A further object comprehends the provision of a power roof exhauster or the like, including a polygonal-shaped fan housing, on which is mounted the motor, and enclosing the motor in a removable housing or cover. The housing for the fan and motor are formed or may be coated with any suitable sound-absorbing non-resonant material, such as Fiberglas or the like. The inner wall of the motor housing is provided with a rough and porous surface or finish so as to absorb motor noise and also to destroy any tendency to focus sound back through the exhauster or equipment. The inner wall surface of the fan housing is very smooth so as to reduce turbulence and skin friction which heretofore has been an objectionable feature when treating metal surfaces due to the irregularities caused by spinning metals.

Other objects and advantages of the invention will become apparent from the following description when taken in conjunction with the accompanying claims and drawings.

Referring to the drawings, in which are shown several preferred embodiments of the invention:

FIG. 1 is a perspective view of a power roof exhauster, constructed in accordance with the present invention;

FIG. 2 is a vertical sectional view of FIG. l;

FIG. 3 is a sectional view taken substantially along the line 3 3 of FIG. 2 and looking in the direction of the arrows;

FIG. 4 is a sectional view taken substantially along the line 4-4 of FIG. 2, looking in the direction of the arrows;

FIG. 5 is a side view, with parts in section, of a modified form of the invention;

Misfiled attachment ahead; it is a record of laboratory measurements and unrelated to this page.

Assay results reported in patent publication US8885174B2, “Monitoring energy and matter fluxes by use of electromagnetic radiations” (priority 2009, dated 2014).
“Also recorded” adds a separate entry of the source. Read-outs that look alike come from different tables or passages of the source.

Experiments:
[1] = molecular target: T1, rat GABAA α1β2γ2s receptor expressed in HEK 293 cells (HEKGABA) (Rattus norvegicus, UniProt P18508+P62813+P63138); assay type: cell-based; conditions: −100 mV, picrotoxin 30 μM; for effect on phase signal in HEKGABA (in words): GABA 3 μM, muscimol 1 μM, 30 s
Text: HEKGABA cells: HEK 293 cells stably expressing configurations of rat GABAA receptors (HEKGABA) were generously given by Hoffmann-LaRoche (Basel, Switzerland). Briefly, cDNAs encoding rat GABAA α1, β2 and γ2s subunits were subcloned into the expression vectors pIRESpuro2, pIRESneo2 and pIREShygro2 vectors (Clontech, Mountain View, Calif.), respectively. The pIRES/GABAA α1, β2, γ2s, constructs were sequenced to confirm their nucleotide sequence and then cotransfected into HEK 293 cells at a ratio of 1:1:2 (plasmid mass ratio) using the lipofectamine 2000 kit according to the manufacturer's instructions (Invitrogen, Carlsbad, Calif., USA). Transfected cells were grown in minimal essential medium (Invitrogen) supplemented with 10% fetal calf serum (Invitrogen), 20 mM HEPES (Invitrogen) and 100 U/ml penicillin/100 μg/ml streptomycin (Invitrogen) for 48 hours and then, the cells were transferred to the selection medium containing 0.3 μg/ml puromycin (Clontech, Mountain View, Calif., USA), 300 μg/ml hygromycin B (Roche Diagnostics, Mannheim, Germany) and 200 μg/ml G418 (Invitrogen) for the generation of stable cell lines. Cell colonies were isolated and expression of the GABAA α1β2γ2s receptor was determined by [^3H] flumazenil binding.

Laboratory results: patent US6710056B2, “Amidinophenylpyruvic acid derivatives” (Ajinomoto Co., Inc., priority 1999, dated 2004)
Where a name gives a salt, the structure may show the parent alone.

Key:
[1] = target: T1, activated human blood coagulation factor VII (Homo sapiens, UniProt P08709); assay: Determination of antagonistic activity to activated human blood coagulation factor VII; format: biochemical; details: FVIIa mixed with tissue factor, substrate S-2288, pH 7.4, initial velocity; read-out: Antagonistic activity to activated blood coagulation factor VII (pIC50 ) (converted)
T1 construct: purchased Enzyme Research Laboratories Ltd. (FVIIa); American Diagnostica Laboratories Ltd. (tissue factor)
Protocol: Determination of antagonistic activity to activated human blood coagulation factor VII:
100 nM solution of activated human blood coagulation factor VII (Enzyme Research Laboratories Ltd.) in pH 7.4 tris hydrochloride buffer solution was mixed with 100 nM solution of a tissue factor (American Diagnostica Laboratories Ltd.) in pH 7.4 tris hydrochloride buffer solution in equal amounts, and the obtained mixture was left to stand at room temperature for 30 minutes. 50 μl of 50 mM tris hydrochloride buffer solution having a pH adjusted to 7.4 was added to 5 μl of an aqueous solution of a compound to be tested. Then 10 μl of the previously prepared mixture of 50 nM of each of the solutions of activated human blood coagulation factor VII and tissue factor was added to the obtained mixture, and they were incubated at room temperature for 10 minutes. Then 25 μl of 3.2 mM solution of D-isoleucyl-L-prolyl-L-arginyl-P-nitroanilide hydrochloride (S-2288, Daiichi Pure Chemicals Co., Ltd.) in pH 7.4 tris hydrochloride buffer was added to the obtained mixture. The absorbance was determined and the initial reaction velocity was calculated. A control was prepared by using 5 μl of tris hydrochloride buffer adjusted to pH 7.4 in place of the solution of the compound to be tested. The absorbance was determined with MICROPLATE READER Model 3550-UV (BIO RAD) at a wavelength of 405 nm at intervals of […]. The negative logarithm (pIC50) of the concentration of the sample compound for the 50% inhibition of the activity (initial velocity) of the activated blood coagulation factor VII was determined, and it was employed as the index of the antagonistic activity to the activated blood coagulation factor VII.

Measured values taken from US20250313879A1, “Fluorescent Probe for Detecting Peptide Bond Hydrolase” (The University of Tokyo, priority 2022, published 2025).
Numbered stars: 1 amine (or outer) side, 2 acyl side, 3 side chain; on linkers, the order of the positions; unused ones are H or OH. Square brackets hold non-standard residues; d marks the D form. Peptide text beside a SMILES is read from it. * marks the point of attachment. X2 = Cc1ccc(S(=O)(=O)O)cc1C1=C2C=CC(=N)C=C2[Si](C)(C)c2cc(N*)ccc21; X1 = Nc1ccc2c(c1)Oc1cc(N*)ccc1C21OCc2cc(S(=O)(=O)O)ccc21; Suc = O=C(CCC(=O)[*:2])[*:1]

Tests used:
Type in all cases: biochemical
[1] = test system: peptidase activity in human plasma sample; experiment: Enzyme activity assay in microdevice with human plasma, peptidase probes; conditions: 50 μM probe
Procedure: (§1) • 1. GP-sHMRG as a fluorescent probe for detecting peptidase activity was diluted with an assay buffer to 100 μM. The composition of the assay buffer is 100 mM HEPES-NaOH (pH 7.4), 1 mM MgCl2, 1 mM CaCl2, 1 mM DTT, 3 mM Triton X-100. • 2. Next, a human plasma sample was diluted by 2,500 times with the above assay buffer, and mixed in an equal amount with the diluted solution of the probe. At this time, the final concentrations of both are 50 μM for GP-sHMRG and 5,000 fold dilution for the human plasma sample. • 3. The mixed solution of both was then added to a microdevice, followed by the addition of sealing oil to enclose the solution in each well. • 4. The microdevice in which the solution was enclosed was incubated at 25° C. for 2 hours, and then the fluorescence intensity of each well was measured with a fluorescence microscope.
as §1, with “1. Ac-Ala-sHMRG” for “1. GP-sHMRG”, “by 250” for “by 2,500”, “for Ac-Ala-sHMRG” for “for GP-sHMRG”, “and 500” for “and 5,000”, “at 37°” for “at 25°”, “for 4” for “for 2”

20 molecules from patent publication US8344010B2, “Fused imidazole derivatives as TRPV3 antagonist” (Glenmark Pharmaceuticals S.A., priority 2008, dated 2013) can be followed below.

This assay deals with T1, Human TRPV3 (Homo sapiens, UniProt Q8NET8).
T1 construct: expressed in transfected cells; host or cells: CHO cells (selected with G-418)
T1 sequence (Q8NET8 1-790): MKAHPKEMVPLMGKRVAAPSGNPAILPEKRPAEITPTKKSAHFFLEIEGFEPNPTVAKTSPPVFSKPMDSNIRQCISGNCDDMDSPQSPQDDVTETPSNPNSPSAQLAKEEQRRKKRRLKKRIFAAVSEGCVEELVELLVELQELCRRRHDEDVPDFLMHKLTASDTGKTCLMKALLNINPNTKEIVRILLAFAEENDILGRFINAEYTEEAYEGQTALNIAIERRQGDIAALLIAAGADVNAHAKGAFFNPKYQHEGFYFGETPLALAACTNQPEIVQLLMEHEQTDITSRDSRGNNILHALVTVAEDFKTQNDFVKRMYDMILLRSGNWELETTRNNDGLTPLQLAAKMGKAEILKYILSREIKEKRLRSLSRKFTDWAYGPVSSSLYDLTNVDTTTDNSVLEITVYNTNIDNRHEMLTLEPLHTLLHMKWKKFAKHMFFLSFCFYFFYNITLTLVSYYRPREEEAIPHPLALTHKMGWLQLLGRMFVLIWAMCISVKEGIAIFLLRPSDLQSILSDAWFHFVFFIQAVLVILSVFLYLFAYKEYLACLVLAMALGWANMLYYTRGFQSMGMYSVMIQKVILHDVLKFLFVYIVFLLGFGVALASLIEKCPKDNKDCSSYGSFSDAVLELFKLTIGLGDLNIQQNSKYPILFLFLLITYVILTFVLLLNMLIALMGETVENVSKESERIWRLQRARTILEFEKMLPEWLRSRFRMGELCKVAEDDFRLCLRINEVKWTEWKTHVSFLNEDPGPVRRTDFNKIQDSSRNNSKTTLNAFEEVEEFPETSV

FIG. 6 is a perspective view of a further modification;

FIG. 7 is a perspective view of the form of the invention shown in FIG. 6, with the motor housing or cover in its opened position and parts in section for clearness of illustration;

FIG. 8 is a detailed section on the line 8--8 of FIG. 6; and

FIG. 9 is an end view of FIG. 6 showing the side thereof formed with a pair of louver openings or vents.

Referring to FIGURES 1 and 2 of the drawings, 10 generally indicates the casing of a power roof exhauster formed of a suitable sound-absorbent non-resonant plastic material, such as Fiberglas 0r the like. The Fiberglas casing 10 is separated into an upper motor housing or cover 11 and a lower fan housing 12. The fan housing 12 includes a lower plastic hood 13 (FIG. 2) and an upper plastic hood 14 spaced from the lower hood. The lower hood '13 has an intermediate curved portoin 9 which extends upwardly and then downwardly to form a depending annular end flange 15. The lower or opposite end of the hood 13 merges into an annular horizontal portion or shoulder 16 which, in turn, terminates in a depending ared venturi air inlet or tubular sleeve 17, shaped to form at its lower end the horizontal base 18 having the depending annular vertical portion 19 which registers with an opening 20 in the roof 21 of a building or the like, so as to be permanently installed in a fixed position at the desired point where the equipment is to be used. Thus, it will be seen that the lower hood 13, venturi inlet 17 and supporting base 18 are all made of one-piece of sound-absorbent material, such as Fiberglas or the like. The shoulder 16 adjacent the juncture of the venturi inlet 17 therewith Vis preferably formed with circumferentially spaced openings 8 for allowing condensation of liquid that may collect or form within the casing, to escape outwardly from the exhauster 10. The upper end of the tubular portion or sleeve 17 projects above the horizontal portion 16, as at 17', so as to provide a trap for collecting the liquid condensation formed within the fan housing and facilitate its withdrawal through the openings 8.

The lower hood 13 is spaced from the upper hood 14 by any suitable means, such as the circumferentially spaced sleeves or brace members 22 connected in any suitable manner to the hoods, such as by the screws 23. Thus, it will be seen that the lower hood 13 coacts with the upper hood 14 to provide a chamber 24 directly above the venturi inlet 17 and in which is positioned any suitable type of fan, such as a squirrel cage blower wheel or turbine fan '25.